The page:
The coronavirus pandemic has put a kink in automakers' production plans, but that didn't stop people from wanting to buy cars.
You can probably see where this is going, but limited supply and strong demand mean automakers and dealers have been able to charge more for cars than when there was a glut on the market.
During the last big economic downturn, choices for shoppers in big-box stores took a hit. Will the same happen on dealer lots for the next few years?
Famously, in the early years of the automobile, you could buy a car in any color you wanted as long as it was black. Later, white and silver were offered, then reds and greens and a whole slew of other options. Car companies started to go to great lengths to come up with slightly different color shades and give them absurdly complicated names, and they were all on display at your local dealership, polished and shiny and bright.
The silly names are here to stay, but a rainbow of new models lined up in the sun might soon be a thing of the past. As part of the economic craziness of 2020, car dealerships have made do with fewer cars on their lots, with automaker supply chains and production facilities all affected. The Wall Street Journal reports that there were almost a million fewer cars at U.S. dealers in October, a drop of 25 percent compared to October 2019.
Despite the pandemic's tightened supply, demand for new vehicles has remained high, with new vehicles spending around 56 days at a dealership in October, a reduction of 27 percent compared to a year earlier. All of this buying of a limited supply has unsurprisingly meant more profits for sellers.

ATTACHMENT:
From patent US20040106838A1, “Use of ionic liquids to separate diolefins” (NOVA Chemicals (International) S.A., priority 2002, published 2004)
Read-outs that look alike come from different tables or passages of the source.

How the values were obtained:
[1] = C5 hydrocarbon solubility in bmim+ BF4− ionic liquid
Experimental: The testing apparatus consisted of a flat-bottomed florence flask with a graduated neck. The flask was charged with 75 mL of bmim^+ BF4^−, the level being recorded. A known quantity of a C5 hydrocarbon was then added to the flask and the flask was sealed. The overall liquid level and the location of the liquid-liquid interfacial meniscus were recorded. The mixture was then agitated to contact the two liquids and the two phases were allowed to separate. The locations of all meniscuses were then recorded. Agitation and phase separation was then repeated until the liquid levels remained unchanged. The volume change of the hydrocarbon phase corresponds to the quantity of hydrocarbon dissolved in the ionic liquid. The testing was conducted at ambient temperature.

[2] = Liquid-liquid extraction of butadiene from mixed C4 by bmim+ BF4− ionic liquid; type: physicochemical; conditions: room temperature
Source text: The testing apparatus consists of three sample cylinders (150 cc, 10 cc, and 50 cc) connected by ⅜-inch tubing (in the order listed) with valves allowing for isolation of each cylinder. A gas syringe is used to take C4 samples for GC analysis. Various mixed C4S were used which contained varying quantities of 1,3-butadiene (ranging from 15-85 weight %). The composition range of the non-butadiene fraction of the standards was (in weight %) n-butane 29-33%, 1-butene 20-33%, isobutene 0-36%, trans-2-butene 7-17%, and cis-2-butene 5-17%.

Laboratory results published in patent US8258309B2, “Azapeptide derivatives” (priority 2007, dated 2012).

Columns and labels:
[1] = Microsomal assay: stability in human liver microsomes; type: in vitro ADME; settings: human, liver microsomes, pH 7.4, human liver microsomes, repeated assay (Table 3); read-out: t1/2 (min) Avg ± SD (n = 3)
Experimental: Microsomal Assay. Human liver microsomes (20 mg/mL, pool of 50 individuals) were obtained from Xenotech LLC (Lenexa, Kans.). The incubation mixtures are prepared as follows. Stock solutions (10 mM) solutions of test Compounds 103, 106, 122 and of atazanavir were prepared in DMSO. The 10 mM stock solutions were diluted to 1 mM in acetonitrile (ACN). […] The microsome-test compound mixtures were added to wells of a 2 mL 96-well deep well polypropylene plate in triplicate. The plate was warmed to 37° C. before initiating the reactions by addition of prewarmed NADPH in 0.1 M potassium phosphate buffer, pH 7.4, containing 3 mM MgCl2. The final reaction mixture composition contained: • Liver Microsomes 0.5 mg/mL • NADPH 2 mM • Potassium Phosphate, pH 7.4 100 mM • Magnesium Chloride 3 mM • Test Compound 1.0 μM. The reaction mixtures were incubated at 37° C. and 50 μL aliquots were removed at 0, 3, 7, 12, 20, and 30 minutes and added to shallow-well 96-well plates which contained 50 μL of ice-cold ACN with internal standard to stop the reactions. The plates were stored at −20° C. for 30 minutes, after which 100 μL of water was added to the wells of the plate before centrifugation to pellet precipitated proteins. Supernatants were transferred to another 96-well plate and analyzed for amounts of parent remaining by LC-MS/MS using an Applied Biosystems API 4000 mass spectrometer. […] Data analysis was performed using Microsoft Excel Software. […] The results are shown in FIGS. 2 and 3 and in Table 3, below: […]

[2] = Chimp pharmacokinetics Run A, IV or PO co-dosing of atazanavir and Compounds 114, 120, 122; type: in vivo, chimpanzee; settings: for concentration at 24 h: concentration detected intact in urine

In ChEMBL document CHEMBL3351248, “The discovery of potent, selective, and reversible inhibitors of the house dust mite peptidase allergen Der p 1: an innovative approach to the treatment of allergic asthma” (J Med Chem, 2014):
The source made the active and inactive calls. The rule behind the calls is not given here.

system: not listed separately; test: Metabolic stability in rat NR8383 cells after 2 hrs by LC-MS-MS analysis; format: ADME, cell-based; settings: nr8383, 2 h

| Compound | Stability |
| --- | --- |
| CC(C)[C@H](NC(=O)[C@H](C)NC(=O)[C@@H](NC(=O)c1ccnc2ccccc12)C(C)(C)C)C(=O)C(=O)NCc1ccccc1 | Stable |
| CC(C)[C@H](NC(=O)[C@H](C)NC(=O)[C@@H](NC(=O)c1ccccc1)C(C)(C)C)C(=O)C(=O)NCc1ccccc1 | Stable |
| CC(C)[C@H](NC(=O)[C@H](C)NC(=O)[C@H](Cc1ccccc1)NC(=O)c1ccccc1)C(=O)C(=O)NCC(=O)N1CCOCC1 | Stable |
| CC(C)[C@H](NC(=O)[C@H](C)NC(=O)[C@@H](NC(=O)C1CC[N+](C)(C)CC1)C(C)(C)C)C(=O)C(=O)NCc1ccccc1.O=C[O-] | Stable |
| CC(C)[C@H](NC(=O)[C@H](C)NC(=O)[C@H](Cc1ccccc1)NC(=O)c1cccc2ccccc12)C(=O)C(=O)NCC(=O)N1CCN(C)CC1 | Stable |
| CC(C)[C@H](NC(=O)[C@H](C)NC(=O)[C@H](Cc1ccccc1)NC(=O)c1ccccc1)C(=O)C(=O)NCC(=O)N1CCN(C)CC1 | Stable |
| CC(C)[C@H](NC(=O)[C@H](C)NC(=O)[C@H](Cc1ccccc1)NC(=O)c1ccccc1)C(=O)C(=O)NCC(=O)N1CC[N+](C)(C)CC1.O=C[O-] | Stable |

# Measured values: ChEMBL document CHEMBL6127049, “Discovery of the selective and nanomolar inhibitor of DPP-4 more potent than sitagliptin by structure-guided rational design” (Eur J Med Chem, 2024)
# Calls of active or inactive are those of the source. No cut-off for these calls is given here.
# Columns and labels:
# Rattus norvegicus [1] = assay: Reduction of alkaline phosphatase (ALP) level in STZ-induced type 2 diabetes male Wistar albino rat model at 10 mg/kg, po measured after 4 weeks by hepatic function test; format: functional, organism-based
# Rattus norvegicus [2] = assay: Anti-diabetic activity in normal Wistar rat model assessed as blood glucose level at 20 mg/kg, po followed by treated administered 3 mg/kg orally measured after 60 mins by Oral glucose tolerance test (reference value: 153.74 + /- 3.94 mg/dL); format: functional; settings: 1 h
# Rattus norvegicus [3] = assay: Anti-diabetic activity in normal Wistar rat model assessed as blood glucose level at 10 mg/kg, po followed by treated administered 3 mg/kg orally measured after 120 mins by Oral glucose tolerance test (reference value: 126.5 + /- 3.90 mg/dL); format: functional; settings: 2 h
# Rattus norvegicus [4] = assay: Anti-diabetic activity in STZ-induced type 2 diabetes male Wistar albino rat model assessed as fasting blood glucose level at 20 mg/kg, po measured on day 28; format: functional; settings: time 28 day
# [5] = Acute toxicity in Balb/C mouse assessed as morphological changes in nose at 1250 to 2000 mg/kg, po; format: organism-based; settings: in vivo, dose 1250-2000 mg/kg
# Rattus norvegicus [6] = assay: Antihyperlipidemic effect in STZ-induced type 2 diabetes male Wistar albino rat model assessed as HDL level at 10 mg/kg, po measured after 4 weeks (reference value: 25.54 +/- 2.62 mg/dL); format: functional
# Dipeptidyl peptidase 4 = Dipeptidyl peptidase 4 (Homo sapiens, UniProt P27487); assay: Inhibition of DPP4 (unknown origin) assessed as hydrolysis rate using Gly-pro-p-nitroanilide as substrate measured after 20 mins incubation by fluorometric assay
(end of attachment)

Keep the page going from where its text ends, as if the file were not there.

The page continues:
Trend Not Limited to Car Dealers
Also, instead of being able to find the exact vehicle you want among the dealer's stock, more car buyers are ordering the exact vehicle and trim (and, yes, color) that they want from the automaker and then just waiting for it to arrive. Nothing about that chain of events says "dealer incentives," which means higher prices for the car you want. And this reality might be with us for a while, now that customers have adapted and the companies realize they can make more money this way. The Journal says it could become "a monumental shift in the way cars are sold in the U.S."
The trend can be found in places other than automotive dealerships. In a separate article, the paper notes that all kinds of retailers—fashion, housewares, food—are limiting the number of options available on store shelves. The gist is that too many choices are "overwhelming shoppers and clogging supply chains." These limitations stem from different reasons than with cars, but people are still buying whatever is available, whether it's an SUV or shampoo.
One study cited by the Journal found that limiting the possible amount of choices can actually increase purchases. In one grocery store in the study, only 3 percent of shoppers who could choose among two dozen kinds of jams actually purchased a jar, but when there were just six kinds available, almost 30 percent bought one.
Adjusting inventory to increase sales is not exactly a new idea in retail quarters, especially during uncertain economic times. In 2009, the National Public Radio (NPR) Planet Money podcast did an episode about how some large stores, like Walmart and Rite Aid, "will be cutting the assortment of products in their stores by at least 15 percent." The Journal reported on this back in 2009, too, saying that "some 47,113 new products, variations or sizes [of consumer packaged goods] were launched [in 2009], more than twice as many as in 1998." Companies thought more choices were good, but when the economy tightened a decade ago, the big retailers discovered that people didn't want a wide variety of choices. They wanted to get in and get out.
Looks like that same thinking has finally hit dealer row.
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